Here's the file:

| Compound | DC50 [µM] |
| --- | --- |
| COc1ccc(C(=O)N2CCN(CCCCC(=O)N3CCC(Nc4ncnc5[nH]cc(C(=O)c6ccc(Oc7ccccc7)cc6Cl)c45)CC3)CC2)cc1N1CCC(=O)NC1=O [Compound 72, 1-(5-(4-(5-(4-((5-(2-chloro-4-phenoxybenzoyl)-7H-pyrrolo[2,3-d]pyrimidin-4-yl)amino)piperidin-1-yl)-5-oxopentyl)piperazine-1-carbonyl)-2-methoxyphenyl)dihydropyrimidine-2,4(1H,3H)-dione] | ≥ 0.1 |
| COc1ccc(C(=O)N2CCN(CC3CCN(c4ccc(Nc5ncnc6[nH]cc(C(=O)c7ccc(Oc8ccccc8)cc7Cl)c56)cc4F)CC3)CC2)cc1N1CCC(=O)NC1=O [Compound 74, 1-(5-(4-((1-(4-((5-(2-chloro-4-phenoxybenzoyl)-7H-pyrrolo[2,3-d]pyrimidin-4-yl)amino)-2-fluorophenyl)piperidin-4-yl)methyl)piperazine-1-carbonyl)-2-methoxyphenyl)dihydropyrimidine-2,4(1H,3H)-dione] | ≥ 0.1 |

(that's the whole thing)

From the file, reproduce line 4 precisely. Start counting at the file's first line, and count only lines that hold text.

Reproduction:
| COc1ccc(C(=O)N2CCN(CC3CCN(c4ccc(Nc5ncnc6[nH]cc(C(=O)c7ccc(Oc8ccccc8)cc7Cl)c56)cc4F)CC3)CC2)cc1N1CCC(=O)NC1=O [Compound 74, 1-(5-(4-((1-(4-((5-(2-chloro-4-phenoxybenzoyl)-7H-pyrrolo[2,3-d]pyrimidin-4-yl)amino)-2-fluorophenyl)piperidin-4-yl)methyl)piperazine-1-carbonyl)-2-methoxyphenyl)dihydropyrimidine-2,4(1H,3H)-dione] | ≥ 0.1 |